4. Women who strip are gifted. Now on to something a little bit lighter. Women who strip are gifted. Yeah I said, “gifted.” I have no reason to mince my words here. I watched those women do things that the average, and even some above average women, could never do while naked. It takes a great deal of confidence not only to be naked in front of strangers but to perform compelling routines to great effect. (It also takes great confidence to assume that your vagina smells incredible after all that work, good enough for you to shove it in someone’s face after you’ve finished sliding up the same pole as the woman before you.) Nevertheless, I say “perform” and not “dance” because stripping is a performance of the sexual. It’s a performance of projected ideas of the sexual and sensual by women attuned to those ideas through their observations of what men want and sometimes what they need. Their performances ranged from being docile “lady in the sheets” to aggressive “freak in the streets.” There was something for everyone in the strip club performance.
  5. IMG_1170I’m low-key scared of women who strip. So about my personal experience at the strip club…I will confess that I was somewhat scared of the women. My friends and I were sitting at the bar which was close enough to watch the women strip on the stage and really close to the women who were cruising for lap dances and VIP room action. Early in the night I broke a $20 into $1 bills so that I could tip the women. I was excited about my $18–because the club charges a 10% fee to break large bills–and I felt ready to tip women. I saw plenty that was worth “making it rain” but I never got up the nerve to leave my bar stool to leave a tip on the stage. I was scared that someone would find out I was there celebrating my birthday and then bring me up on the stage for a dance or put my face in their crotch or something else. For the women roaming I tried not to make eye contact in case they thought I was choosing that night and decided I was ready to be relieved of all my money. I’ll also admit that the thoughts of objectification were running through my head as I struggled with enjoying what I was seeing but not wanting to objectify women–even though I believe these women were exercising agency not being objectified. These strains of thought run deep and even if I’m able to articulate a progressive to liberal view of women who strip, deep down the problem still exists. As the kids say, “There are levels to this thing.” As you can see I was clearly in the strip club with a lot of preconceived notions about how it works and a lot of fear that these women were predators and not just performers looking to put on the best show for all patrons. So what did I do with all those $1 bills? I spent it at an IHOP. Don’t worry, I realize how ridiculous I am for this.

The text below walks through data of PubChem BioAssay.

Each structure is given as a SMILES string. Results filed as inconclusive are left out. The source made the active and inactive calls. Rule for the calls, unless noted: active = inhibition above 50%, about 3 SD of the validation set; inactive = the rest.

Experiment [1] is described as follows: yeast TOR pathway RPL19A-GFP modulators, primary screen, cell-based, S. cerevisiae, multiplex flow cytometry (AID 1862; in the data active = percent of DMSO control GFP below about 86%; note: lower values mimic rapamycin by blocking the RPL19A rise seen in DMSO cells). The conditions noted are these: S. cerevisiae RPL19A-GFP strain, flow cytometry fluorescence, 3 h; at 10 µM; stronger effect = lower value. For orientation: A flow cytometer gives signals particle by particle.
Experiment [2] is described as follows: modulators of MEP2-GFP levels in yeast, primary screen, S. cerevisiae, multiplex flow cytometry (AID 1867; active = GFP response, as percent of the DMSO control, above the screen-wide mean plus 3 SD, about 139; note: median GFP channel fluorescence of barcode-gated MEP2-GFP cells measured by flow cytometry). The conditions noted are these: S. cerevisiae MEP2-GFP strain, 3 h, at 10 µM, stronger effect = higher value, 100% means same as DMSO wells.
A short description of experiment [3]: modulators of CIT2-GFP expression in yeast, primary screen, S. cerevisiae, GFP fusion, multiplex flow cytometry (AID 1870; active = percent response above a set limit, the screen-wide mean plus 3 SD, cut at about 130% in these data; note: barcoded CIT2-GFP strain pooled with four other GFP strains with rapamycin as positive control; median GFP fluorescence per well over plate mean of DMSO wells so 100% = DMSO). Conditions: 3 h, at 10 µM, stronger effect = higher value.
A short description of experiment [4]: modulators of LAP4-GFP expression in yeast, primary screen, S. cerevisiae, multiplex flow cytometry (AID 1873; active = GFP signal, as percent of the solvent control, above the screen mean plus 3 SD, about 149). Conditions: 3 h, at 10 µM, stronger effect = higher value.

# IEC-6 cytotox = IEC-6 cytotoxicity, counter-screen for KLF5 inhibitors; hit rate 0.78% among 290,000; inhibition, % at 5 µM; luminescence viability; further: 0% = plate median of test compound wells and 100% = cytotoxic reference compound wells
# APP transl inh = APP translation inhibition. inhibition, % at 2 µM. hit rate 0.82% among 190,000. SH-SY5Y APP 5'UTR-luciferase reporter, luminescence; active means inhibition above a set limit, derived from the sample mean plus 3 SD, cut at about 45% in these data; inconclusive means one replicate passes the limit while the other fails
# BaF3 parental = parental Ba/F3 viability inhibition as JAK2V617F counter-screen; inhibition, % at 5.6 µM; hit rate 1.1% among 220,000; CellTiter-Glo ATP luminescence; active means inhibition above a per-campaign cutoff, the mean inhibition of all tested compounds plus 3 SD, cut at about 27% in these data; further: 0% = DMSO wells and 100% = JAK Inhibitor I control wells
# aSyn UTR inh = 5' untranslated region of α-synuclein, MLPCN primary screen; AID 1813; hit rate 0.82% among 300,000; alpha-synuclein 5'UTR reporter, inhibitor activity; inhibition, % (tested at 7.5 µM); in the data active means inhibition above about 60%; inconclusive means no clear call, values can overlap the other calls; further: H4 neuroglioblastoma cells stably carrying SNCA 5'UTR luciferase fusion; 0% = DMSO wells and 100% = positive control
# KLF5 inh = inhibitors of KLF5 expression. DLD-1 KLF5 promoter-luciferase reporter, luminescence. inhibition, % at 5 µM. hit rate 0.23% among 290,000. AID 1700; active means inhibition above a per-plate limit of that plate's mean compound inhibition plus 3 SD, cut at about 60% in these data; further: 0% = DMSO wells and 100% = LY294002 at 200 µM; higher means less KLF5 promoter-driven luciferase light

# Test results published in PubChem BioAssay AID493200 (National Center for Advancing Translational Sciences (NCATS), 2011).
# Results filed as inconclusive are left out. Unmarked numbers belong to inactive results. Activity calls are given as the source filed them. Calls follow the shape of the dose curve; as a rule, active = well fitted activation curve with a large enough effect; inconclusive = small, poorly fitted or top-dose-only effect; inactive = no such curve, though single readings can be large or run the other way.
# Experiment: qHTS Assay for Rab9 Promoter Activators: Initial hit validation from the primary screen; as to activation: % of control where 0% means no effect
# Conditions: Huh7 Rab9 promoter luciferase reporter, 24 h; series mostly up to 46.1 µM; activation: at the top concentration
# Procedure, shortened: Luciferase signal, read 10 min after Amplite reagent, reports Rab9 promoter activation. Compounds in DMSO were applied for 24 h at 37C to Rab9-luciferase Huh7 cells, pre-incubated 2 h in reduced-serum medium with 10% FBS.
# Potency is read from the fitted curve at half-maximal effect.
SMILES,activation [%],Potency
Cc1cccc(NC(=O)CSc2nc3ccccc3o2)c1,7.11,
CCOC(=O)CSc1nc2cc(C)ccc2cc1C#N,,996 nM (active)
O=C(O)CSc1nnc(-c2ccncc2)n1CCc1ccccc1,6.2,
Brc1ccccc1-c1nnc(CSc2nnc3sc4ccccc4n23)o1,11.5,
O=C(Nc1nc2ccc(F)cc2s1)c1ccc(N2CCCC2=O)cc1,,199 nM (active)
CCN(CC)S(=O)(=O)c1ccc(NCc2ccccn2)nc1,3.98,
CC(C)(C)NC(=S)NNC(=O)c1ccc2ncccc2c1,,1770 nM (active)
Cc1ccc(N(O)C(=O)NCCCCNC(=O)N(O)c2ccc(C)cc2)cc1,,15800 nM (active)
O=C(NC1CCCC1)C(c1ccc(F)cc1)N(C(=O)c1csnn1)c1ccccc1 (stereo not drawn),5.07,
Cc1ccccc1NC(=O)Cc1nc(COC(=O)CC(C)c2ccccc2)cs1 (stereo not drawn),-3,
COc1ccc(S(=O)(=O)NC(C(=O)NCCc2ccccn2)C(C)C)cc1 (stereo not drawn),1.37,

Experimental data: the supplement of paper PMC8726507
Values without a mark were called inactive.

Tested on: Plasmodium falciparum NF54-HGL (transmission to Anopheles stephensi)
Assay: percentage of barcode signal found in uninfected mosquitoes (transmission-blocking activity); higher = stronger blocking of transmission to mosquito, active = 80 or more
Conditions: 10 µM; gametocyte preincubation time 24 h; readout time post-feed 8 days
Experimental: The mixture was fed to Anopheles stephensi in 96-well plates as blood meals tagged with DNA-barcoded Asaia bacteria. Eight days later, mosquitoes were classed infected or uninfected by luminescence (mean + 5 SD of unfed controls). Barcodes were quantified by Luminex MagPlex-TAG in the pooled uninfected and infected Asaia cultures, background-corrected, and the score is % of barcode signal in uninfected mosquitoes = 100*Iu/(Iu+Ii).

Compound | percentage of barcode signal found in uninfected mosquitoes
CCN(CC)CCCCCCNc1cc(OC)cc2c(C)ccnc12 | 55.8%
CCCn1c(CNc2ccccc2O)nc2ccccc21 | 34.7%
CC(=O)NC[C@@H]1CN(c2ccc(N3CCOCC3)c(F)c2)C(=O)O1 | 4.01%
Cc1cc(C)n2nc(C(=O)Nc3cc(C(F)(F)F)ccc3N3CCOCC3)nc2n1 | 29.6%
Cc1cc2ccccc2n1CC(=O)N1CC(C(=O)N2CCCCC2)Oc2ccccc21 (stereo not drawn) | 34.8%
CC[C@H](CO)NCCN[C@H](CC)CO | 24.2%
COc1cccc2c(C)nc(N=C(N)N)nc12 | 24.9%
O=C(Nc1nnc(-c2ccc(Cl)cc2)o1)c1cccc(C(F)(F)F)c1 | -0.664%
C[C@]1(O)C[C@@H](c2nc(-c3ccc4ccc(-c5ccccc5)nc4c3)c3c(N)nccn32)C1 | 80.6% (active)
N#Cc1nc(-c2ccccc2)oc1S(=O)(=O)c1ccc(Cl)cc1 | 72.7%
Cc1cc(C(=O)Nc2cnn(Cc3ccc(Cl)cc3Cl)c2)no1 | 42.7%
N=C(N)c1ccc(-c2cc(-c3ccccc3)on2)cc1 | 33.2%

6. I would do it all over again… You’ll be surprised to know that I would do this all over again. While I spent way too much time in my head during this time in the strip club I think it was a good primer for future visits. I reserve no official judgement for women who strip–even if subconsciously I’m still showing the signs of my prior judgement. I respect it as a job a woman takes up like any other, and I enjoy watching it like a would enjoy any other performing art. As someone with interest in embodiment and dancing, watching a woman’s strip performance is one of the most amazing things I’ve seen. Just like dancing, stripping requires a strong core and control of the body. There is similar precision and discipline that the woman who strips must exercise in order to deliver the best possible performance. I respect that and would definitely go again to see it. So, who knows, I might write another one of these reflections in a few months.